• What you are describing is usury pure and simple. I paid a student loan many years ago in full. The “education” I purchased with that money was worthless from day one. It was all a scam. I did the best I could with what I had achieved but I learned a valuable lesson: this has become a country of scammers where everything is permitted if it serves the almighty dollar. IN GOD WE TRUST don’t make me laugh the motto should be SALVE LUCRUM! in Latin so the fools are not alerted of their impending doom. But it is also coming to an end: the wizards at Wall Street, Pennsylvania Ave., etc. have been able to scam everyone for amounts way above what anyone can pay. Now the scavenging begins and it is THEM who have been fooled by their own schemes. The time is coming when no one will be able to pay. It is already a well known truth that no company is safe and no job is secure.

    The wall on which the prophets wrote
    Is cracking at the seams.
    Upon the instruments of death
    The sunlight brightly gleams.
    When every man is torn apart
    With nightmares and with dreams,
    Will no one lay the laurel wreath
    As silence drowns the screams.

    Confusion will be my epitaph.
    As I crawl a cracked and broken path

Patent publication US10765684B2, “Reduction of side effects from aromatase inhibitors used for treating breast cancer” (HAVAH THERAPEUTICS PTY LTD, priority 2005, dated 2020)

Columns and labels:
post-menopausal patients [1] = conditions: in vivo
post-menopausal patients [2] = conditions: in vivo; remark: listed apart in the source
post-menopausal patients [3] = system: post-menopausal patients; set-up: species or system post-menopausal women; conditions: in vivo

If we make it we can all sit back and laugh.
    But I fear tomorrow I’ll be crying,
    Yes I fear tomorrow I’ll be crying.

    Between the iron gates of fate,
    The seeds of time were sown,
    And watered by the deeds of those
    Who know and who are known;
    Knowledge is a deadly friend
    If no one sets the rules.
    The fate of all mankind I see
    Is in the hands of fools.

    Confusion will be my epitaph.
    As I crawl a cracked and broken path
    If we make it we can all sit back and laugh.
    But I fear tomorrow I’ll be crying,
    Yes I fear tomorrow I’ll be crying.
    (From “Epitaph” 1969, Ian McDonald)

    and I would add this:

    And nothing can we call our own but death
    And that small model of the barren earth
    Which serves as paste and cover to our bones.
    For God’s sake, let us sit upon the ground
    And tell sad stories of the death of kings.
    (William Shakespeare, King Richard II)

    The time to cash the death you have purchased with your schemes is at hand. You have conquered the world and now you must surrender your souls to the eternal fire. All gold turned out to be fool’s gold. The sun will raise over a new world and you will get to see from Hell and burn with desire in the fire that is not quenched. These, gentlemen, are your wages. Every soul you oppressed is now glowing with happiness and the measure of their happiness is your own hell. Where are you dollars now?